The agenda, you see the names up there. I'm going to ask the speakers to stay on their time so that we have plenty of time for questions at the end. I promise you, we'll give you a break and then there is a reception that we invite all of you to afterwards. And remember, again, you can go look at the exhibits any time during the break or the reception. Okay. What's the punchline today? We believe we're a specialty chemical company, and we believe that not because we're -- we just have 1 special product or in 1 special market or 1 special technology, but we have a portfolio of specialty businesses. And intelligent people can disagree with what makes something a specialty, I understand that. We laid out for you 4 attributes, there's obviously more, but 4 attributes that are important to us that we always want to do well on, and that we think specialty companies should do well on. Now we're not so full of ourselves that we put ourself all the way over to the right, right on top of Specialty as if we're 100% Specialty. Remember, we're an integrated company as well. Anytime you have integrations, you're going to take a lot of extremes off upstream and sell them out, and by definition, they are going to be more commodity-like. But we like our position and we think we're about as special as anyone, and it has taken a lot of hard work to get there. And this slide shows you some of that hard work.

Okay. So we've been working within the businesses but we've also been working with the portfolio of businesses. You see the divestitures, about $3.5 billion of sales, not much in the way of margins that let go with those names, unfortunately. But then, look what we added in. In addition of Solutia, we added another $1 billion or so of revenue, and all those things we added taken together were higher margins than what the corporate margin was before. So we think with this portfolio upgrade in particular, we're going to have more consistent earnings growth, and feel much more like a specialty company.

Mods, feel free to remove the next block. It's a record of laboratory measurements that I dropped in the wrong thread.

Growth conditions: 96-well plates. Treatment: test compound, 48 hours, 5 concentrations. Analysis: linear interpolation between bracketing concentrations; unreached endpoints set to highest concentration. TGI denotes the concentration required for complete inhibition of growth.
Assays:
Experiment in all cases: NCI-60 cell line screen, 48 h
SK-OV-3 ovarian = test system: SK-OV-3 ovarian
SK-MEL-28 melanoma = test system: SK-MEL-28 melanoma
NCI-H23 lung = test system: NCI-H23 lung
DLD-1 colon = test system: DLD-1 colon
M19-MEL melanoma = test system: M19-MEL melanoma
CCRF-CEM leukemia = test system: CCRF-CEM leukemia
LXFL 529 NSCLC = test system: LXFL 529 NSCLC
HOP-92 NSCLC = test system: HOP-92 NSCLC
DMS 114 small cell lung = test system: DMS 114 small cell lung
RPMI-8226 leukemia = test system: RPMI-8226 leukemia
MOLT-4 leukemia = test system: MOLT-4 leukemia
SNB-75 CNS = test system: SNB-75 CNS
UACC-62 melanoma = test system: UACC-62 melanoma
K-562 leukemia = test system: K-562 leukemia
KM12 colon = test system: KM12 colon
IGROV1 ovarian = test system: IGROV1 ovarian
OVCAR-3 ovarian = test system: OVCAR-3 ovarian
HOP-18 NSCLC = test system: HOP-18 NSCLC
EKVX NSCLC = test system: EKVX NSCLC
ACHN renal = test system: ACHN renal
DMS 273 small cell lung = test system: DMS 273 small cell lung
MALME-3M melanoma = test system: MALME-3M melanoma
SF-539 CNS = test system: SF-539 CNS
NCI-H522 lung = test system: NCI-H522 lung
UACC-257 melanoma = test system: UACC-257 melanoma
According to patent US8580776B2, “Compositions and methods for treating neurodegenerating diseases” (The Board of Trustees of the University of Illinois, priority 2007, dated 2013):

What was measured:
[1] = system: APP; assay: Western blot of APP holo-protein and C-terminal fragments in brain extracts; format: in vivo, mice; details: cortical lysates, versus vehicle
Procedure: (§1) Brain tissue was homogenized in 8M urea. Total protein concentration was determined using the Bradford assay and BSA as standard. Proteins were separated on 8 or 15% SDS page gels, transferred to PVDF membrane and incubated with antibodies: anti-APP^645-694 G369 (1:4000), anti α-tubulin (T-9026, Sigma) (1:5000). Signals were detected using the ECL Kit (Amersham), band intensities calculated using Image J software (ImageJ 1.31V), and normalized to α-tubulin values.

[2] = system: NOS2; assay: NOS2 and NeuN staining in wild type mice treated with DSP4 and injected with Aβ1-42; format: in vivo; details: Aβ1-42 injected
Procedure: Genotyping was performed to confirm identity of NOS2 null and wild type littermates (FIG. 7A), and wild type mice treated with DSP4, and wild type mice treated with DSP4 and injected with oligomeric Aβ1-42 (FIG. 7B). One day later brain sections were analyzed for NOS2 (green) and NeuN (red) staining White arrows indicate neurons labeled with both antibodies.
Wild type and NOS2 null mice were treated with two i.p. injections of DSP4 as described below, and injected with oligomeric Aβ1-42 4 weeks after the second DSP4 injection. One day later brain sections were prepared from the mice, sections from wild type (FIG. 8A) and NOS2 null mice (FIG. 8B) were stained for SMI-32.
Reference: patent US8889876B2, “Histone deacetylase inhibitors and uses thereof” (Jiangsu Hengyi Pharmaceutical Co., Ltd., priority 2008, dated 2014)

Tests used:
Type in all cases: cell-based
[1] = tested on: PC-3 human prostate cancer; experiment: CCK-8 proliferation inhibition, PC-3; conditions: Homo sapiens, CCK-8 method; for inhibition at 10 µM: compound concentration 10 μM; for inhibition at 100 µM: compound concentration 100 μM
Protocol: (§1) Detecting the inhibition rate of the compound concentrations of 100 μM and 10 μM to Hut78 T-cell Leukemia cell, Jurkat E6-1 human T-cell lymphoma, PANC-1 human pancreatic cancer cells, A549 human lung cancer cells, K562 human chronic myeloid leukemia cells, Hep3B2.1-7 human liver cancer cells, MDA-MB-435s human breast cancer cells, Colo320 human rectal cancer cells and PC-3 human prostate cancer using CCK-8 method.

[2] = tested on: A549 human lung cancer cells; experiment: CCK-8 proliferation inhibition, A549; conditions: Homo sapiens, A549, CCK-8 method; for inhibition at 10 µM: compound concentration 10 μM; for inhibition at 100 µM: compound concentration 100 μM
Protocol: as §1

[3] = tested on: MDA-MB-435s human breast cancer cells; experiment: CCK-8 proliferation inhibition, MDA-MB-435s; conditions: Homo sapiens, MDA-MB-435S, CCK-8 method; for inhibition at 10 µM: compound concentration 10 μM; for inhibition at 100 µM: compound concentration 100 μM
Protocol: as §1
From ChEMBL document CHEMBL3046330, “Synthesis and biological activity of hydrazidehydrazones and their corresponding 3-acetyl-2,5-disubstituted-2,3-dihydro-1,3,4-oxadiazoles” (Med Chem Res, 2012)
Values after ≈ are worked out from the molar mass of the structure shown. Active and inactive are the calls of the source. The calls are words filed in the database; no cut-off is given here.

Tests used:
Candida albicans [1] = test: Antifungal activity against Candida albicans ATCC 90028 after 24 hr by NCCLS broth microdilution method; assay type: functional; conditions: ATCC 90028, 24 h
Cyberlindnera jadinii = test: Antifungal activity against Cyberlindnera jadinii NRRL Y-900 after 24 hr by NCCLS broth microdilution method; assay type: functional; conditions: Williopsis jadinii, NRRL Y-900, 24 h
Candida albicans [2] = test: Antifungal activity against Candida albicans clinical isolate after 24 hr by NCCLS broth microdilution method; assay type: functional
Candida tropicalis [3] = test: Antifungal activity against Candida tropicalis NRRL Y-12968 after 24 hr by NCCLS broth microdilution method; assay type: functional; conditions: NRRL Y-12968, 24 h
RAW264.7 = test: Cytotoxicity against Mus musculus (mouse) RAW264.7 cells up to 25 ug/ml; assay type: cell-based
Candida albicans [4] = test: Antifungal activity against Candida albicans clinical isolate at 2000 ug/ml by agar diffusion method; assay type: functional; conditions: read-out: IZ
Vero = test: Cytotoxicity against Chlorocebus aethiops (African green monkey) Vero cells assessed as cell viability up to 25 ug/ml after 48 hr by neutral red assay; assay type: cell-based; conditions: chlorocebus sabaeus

The strategy. People, a lot of times are looking for a complicated strategy. Ours is fairly simple. You can read the words on the chart but if I could just dumb it down to the way I like to talk about it. We run our core businesses as well as we can, we maximize the cash that comes into the corporations, and then we think we can differentiate ourselves by making smart choices with how we spend our cash. We're either pursuing the organic growth opportunities, pursuing acquisitions, or giving back the cash to shareholders. That focus on cash, in our opinion, is how you grow a company. It comes from a strong foundation of cash flow. And we think a simple strategy like that is something you can execute well on. And a well-executed, simple strategy, it's a complicated strategy that is only halfway done every time. When you do that and you have that kind of strategy and you can execute, you get to talk about financial objectives like these. I feel pretty good to be able to stand up and say, "We are targeting $8 a share in 2015, which would mean 6 years of double-digit earnings growth if we can achieve that, and that feels pretty good to us." You see a couple more targets up there in terms of revenue and free cash flow that. You'll hear something about that when the rest of the team speaks. But I also just wanted to mention ROIC. You can't take your eyes off the ball on return on capital, that's what keeps management teams honest. You've got to have a good spread between your cost of capital, which we pegged between 8% and 9%, and the return you want. What you ought to be listening for, in my opinion, when you hear all those folks talk is, how is the senior team compensated? Two measures that are most important to the senior team in terms of our personal compensation are the total shareholder return on a relative basis, you can judge for yourself, do you get what you pay, for when you see that; and the return on capital of over cost of capital. Those are the 2 that have the biggest impact on the senior leadership team. I think our interests are aligned. Okay. All that work we did with the portfolio and I'll go through -- quickly through some of these. This brought a lot more diversity to our end markets. 2005, our top market was 44% of sales. You see the diversity we have there. Within those markets, each of our business units have strong #1 or #2 positions on a majority of their revenue. That's the kind of thing you expect to see with a specialty company.